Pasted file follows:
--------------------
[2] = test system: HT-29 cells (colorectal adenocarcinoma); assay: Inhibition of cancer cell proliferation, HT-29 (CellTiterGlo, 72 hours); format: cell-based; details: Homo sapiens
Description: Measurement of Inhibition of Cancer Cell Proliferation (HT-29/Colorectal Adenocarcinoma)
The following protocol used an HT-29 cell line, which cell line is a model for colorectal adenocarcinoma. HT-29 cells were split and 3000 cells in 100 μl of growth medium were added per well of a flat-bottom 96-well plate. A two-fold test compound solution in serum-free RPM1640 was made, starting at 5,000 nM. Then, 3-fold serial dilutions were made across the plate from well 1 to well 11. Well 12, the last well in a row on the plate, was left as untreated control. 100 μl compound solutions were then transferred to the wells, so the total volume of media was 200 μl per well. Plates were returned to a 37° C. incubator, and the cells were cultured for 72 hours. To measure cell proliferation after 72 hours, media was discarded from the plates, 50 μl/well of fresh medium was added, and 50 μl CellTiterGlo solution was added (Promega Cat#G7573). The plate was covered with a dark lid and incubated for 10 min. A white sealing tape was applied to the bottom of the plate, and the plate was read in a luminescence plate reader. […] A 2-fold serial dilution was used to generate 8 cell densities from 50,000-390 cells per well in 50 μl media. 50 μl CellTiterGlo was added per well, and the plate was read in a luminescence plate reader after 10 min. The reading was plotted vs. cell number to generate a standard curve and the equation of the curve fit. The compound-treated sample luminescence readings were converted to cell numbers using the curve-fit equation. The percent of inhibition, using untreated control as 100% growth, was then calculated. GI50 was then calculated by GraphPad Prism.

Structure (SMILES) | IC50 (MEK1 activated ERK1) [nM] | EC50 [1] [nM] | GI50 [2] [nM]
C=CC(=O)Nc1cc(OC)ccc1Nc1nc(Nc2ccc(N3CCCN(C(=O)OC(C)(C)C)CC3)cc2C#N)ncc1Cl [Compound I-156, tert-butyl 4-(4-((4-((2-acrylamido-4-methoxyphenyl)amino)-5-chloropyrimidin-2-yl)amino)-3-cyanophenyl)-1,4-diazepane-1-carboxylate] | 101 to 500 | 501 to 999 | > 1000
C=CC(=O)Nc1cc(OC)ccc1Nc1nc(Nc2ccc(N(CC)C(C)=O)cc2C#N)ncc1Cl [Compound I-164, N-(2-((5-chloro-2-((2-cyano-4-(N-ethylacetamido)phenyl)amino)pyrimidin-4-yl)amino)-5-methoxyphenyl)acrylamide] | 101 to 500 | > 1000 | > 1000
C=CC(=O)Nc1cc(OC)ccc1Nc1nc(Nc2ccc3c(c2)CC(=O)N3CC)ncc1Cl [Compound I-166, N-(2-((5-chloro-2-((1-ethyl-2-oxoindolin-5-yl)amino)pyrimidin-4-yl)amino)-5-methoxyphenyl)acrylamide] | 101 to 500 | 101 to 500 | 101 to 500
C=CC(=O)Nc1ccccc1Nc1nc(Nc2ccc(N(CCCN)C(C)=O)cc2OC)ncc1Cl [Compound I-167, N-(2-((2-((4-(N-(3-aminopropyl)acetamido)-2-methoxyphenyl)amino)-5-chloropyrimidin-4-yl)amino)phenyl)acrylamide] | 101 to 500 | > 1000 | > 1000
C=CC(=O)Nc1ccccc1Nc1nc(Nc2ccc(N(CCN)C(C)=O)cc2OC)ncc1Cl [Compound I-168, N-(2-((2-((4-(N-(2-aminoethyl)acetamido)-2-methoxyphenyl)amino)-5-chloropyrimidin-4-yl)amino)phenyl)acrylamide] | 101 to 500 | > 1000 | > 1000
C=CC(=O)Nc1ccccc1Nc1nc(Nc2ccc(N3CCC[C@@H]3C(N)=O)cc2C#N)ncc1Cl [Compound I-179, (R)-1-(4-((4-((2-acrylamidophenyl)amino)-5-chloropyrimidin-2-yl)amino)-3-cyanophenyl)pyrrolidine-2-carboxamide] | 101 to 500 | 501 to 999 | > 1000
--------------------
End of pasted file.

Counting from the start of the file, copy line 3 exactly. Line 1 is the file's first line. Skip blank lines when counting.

The following protocol used an HT-29 cell line, which cell line is a model for colorectal adenocarcinoma. HT-29 cells were split and 3000 cells in 100 μl of growth medium were added per well of a flat-bottom 96-well plate. A two-fold test compound solution in serum-free RPM1640 was made, starting at 5,000 nM. Then, 3-fold serial dilutions were made across the plate from well 1 to well 11. Well 12, the last well in a row on the plate, was left as untreated control. 100 μl compound solutions were then transferred to the wells, so the total volume of media was 200 μl per well. Plates were returned to a 37° C. incubator, and the cells were cultured for 72 hours. To measure cell proliferation after 72 hours, media was discarded from the plates, 50 μl/well of fresh medium was added, and 50 μl CellTiterGlo solution was added (Promega Cat#G7573). The plate was covered with a dark lid and incubated for 10 min. A white sealing tape was applied to the bottom of the plate, and the plate was read in a luminescence plate reader. […] A 2-fold serial dilution was used to generate 8 cell densities from 50,000-390 cells per well in 50 μl media. 50 μl CellTiterGlo was added per well, and the plate was read in a luminescence plate reader after 10 min. The reading was plotted vs. cell number to generate a standard curve and the equation of the curve fit. The compound-treated sample luminescence readings were converted to cell numbers using the curve-fit equation. The percent of inhibition, using untreated control as 100% growth, was then calculated. GI50 was then calculated by GraphPad Prism.